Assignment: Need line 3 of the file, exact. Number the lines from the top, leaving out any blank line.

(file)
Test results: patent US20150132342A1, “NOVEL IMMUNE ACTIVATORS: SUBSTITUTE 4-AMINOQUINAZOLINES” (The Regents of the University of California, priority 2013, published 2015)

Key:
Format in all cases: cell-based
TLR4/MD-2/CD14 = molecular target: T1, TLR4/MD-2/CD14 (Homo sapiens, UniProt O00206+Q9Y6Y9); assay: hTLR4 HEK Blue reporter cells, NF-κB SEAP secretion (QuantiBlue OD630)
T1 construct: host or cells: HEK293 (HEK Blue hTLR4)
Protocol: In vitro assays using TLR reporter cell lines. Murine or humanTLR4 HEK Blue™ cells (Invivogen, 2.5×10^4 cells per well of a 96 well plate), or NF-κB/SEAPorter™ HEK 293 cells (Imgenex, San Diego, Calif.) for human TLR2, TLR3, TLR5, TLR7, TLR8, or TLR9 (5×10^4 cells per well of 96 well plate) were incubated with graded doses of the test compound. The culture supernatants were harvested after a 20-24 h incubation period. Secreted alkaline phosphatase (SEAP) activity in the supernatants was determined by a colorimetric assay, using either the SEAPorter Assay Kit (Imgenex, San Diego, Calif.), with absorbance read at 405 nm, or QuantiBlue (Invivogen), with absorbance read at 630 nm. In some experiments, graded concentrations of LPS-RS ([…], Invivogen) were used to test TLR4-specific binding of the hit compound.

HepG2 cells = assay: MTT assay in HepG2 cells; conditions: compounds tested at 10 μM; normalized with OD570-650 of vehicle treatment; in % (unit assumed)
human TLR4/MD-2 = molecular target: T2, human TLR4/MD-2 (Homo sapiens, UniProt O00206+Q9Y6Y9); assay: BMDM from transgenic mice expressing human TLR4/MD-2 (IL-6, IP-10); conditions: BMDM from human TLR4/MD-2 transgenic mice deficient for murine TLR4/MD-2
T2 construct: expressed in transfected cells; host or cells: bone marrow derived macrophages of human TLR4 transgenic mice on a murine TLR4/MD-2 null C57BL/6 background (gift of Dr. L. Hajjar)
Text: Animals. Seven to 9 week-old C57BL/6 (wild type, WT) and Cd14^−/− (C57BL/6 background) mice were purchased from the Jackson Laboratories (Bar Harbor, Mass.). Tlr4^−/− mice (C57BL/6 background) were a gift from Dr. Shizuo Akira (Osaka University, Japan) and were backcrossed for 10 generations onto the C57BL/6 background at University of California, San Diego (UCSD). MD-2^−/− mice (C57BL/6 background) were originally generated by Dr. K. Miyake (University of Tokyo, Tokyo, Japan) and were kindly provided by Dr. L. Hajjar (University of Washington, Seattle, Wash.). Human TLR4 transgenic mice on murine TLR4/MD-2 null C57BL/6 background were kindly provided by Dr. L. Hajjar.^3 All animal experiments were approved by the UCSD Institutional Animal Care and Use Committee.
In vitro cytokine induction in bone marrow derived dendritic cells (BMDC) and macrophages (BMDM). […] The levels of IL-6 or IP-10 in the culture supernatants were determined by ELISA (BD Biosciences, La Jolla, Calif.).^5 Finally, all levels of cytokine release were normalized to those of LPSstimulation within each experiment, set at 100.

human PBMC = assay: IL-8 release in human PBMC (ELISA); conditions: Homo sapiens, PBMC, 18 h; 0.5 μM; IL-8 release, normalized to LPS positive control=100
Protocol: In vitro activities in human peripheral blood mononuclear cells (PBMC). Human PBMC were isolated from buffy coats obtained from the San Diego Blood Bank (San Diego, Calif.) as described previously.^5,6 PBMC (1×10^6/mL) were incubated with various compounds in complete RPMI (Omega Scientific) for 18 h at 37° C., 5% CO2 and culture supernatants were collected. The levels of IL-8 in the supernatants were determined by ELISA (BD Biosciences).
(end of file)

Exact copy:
Format in all cases: cell-based